Yes, the conference is past, and so it is time to throw some news chum in the waters. Of course, times being what they are, this chum is economic. Will it sink or swim? Only you can tell.
- From the “Iris Lucerne” Department: Back in the 1970s, during the last economic crisis, the Ralphs grocery chain introduced “Plain Wrap”. Well, guess what? Store-brands are hot again. Dollar sales of store brands increased 10% during the 52 weeks before Nov. 1, compared with a 3% gain for branded products, according to the Nielsen market research company. Store brands now account for nearly 22% of products sold at the grocery, up from 20% a year ago, Nielsen found. At Kroger (now the parent of Ralphs), store brands account for 26% of grocery sales. I can certainly attest to buying store brands, especially from Trader Joes and Fresh and Easy, who are primarily store-brand products.
- From the “Would You Like an Ad on the Side?” Department: Another article in the NY Times talks about the difficulty social networking sites such as Facebook are having with advertising. It seems that most folks ignore the text or banner ads, and only pay attention to specially crafted sites. I don’t know how this has affected LJ advertising, but it could explain some of the sponsored communities that have been showing up.
- From the “Smokum Peace Pipe. Tobacco. Rot Lungs.” Department: The chief of the Unkechaug Nation in New York has vowed to keep selling cigarettes, even in the face of a lawsuit from the City of New York that claims that nation — the closest reservation to New York City — has become a “tax evasion haven” and a drain on the city’s coffers. New York City officials say millions of cartons of untaxed cigarettes are sold every year by Poospatuck retailers to bootleggers who smuggle them into the city to resell for about $5 a pack, not the $8 or $9 charged by New York retailers who pay the state and city taxes of $4.25 a pack. Where’s Stan Freberg when we need him?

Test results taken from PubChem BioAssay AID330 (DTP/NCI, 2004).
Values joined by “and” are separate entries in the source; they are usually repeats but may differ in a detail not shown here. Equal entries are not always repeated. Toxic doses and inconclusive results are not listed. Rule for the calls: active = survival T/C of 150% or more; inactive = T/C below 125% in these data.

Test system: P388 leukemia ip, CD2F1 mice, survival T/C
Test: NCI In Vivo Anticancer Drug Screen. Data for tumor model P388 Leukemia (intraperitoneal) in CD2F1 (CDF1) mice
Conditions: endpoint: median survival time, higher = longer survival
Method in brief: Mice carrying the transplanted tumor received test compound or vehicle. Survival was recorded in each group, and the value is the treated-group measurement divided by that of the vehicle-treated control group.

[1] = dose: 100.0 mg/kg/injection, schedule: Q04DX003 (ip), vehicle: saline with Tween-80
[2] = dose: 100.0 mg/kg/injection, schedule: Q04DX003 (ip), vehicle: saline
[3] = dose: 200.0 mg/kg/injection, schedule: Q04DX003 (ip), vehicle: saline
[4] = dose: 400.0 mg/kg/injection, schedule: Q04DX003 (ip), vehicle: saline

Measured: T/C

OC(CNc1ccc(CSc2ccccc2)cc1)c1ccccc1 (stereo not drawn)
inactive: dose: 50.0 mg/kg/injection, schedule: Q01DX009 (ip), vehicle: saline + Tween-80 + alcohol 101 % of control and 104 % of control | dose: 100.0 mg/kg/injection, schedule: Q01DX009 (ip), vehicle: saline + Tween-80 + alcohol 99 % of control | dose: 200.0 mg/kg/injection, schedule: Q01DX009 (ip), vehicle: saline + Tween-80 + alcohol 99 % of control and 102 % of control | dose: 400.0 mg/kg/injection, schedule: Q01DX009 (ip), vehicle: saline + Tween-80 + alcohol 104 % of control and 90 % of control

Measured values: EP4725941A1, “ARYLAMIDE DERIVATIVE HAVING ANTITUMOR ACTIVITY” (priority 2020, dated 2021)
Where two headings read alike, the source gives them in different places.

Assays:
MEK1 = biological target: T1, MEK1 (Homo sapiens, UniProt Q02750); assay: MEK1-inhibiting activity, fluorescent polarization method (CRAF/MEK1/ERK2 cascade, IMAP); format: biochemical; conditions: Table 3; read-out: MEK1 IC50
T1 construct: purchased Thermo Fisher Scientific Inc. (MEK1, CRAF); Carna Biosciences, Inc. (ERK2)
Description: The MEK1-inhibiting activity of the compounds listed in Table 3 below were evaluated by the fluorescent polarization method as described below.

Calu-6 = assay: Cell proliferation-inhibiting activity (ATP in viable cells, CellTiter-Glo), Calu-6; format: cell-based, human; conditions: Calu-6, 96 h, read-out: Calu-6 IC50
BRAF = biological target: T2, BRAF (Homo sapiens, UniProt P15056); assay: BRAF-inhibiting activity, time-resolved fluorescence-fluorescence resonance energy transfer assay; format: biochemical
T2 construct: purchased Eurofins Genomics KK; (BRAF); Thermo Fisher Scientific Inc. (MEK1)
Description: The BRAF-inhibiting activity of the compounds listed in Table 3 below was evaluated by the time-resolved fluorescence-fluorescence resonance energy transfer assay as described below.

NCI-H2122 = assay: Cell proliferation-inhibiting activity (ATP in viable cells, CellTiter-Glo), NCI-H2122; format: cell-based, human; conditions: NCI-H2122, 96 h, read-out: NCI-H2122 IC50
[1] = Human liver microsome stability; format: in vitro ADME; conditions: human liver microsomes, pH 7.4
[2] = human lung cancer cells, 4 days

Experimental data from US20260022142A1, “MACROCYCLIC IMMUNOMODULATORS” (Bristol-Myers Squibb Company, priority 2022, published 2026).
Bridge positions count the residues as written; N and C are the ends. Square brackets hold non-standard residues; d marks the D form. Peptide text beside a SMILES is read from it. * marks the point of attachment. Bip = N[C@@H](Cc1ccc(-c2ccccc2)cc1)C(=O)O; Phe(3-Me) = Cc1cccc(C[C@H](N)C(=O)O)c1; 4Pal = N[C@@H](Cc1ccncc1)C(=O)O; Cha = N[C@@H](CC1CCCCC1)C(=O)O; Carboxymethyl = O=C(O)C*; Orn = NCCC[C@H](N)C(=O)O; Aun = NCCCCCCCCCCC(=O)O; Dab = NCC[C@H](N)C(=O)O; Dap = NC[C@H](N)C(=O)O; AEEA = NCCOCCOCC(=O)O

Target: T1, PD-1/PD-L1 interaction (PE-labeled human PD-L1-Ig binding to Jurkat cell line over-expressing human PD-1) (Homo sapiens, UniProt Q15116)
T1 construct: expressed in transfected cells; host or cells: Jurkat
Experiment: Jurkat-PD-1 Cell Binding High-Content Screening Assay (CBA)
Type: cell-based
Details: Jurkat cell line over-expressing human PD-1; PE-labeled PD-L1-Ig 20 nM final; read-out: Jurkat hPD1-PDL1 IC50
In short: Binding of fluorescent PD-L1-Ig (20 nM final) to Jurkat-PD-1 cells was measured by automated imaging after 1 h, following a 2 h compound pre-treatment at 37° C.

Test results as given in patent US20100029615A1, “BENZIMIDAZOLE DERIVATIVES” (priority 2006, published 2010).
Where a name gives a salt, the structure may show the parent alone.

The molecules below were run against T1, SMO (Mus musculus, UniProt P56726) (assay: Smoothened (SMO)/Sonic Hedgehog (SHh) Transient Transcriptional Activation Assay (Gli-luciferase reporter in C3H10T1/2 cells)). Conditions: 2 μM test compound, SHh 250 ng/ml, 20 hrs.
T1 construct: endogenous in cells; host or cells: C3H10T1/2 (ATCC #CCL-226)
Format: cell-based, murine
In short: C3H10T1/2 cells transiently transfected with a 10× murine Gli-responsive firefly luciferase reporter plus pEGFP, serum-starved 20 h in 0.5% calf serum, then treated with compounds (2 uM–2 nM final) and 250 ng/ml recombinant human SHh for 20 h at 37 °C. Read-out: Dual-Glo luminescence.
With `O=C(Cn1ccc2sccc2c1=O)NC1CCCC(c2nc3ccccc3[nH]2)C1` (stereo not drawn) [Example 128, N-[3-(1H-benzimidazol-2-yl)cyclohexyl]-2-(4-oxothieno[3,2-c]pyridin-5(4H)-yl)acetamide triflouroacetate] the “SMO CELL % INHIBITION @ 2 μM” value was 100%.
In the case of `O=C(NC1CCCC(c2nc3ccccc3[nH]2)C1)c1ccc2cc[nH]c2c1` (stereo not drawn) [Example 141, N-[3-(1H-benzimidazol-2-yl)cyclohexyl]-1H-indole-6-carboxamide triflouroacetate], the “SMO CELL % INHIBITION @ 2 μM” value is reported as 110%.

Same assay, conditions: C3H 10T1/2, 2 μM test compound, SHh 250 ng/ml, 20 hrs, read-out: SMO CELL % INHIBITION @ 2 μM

- From the “I Get A Charge Out Of This” Department: The Federal Reserve on Thursday will vote on sweeping reform of the credit card industry that would ban practices such as retroactively increasing interest rates at will and charging late fees when consumers are not given a reasonable amount of time to make payments. Among the many provisions is a ban on raising interest rates on existing balances unless the customer was 30 days or more late in paying the minimum. Other circumstances in which a rate change would be allowed would be if the card had a variable rate or a promotional rate that was set to expire. Banks would also not be able to treat a payment as late if the customer had not been given a fair amount of time to make that payment. The proposal would also dictate how credit card companies should apply customers’ payments that exceed the minimum required each month. When different annual percentage rates apply to different balances on the same card, banks would be prohibited from applying the entire amount to the balance with the lowest rate. Many card issuers do that so that debts with the highest interest rates linger the longest, thereby costing the consumer more.
- From the “This Mall Is Going To The Dogs” Department: More and more stores, according to the LA Times, are allowing dogs in the store. Every store is different, and the rules often vary depend on the size of the dog, but the bottom line is: they would probably rather clean up after an accident than lose a sale, especially these days.